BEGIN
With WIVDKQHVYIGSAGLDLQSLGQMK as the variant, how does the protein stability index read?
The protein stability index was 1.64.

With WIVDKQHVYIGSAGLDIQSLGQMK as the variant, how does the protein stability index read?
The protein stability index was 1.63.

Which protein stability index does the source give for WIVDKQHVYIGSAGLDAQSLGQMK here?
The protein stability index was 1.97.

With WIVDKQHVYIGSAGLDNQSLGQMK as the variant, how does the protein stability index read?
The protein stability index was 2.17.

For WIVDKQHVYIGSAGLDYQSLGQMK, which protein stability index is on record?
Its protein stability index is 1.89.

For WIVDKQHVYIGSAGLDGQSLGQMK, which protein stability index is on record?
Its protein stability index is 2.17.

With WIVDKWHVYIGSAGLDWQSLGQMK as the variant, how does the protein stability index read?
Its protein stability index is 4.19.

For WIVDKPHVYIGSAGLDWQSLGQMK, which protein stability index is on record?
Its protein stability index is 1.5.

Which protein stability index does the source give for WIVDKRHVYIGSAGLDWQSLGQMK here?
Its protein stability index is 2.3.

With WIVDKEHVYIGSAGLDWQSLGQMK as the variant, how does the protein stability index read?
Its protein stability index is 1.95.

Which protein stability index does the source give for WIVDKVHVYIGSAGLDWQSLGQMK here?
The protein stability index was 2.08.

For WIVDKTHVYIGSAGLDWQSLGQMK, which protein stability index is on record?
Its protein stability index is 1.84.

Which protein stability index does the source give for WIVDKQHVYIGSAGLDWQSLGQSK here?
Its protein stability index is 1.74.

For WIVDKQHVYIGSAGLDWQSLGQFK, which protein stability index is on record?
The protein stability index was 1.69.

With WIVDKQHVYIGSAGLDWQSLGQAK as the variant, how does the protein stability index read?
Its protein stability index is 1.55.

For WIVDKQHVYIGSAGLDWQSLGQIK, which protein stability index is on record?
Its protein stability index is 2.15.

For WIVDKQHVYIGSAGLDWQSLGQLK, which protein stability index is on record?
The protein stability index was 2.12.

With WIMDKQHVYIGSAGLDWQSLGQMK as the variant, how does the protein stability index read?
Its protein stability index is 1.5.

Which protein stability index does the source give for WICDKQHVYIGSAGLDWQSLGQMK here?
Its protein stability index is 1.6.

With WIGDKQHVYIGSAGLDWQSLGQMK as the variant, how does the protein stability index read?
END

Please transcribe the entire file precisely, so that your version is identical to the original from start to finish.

With WIVDKQHVYIGSAGLDLQSLGQMK as the variant, how does the protein stability index read?
The protein stability index was 1.64.

With WIVDKQHVYIGSAGLDIQSLGQMK as the variant, how does the protein stability index read?
The protein stability index was 1.63.

Which protein stability index does the source give for WIVDKQHVYIGSAGLDAQSLGQMK here?
The protein stability index was 1.97.

With WIVDKQHVYIGSAGLDNQSLGQMK as the variant, how does the protein stability index read?
The protein stability index was 2.17.

For WIVDKQHVYIGSAGLDYQSLGQMK, which protein stability index is on record?
Its protein stability index is 1.89.

For WIVDKQHVYIGSAGLDGQSLGQMK, which protein stability index is on record?
Its protein stability index is 2.17.

With WIVDKWHVYIGSAGLDWQSLGQMK as the variant, how does the protein stability index read?
Its protein stability index is 4.19.

For WIVDKPHVYIGSAGLDWQSLGQMK, which protein stability index is on record?
Its protein stability index is 1.5.

Which protein stability index does the source give for WIVDKRHVYIGSAGLDWQSLGQMK here?
Its protein stability index is 2.3.

With WIVDKEHVYIGSAGLDWQSLGQMK as the variant, how does the protein stability index read?
Its protein stability index is 1.95.

Which protein stability index does the source give for WIVDKVHVYIGSAGLDWQSLGQMK here?
The protein stability index was 2.08.

For WIVDKTHVYIGSAGLDWQSLGQMK, which protein stability index is on record?
Its protein stability index is 1.84.

Which protein stability index does the source give for WIVDKQHVYIGSAGLDWQSLGQSK here?
Its protein stability index is 1.74.

For WIVDKQHVYIGSAGLDWQSLGQFK, which protein stability index is on record?
The protein stability index was 1.69.

With WIVDKQHVYIGSAGLDWQSLGQAK as the variant, how does the protein stability index read?
Its protein stability index is 1.55.

For WIVDKQHVYIGSAGLDWQSLGQIK, which protein stability index is on record?
Its protein stability index is 2.15.

For WIVDKQHVYIGSAGLDWQSLGQLK, which protein stability index is on record?
The protein stability index was 2.12.

With WIMDKQHVYIGSAGLDWQSLGQMK as the variant, how does the protein stability index read?
Its protein stability index is 1.5.

Which protein stability index does the source give for WICDKQHVYIGSAGLDWQSLGQMK here?
Its protein stability index is 1.6.

With WIGDKQHVYIGSAGLDWQSLGQMK as the variant, how does the protein stability index read?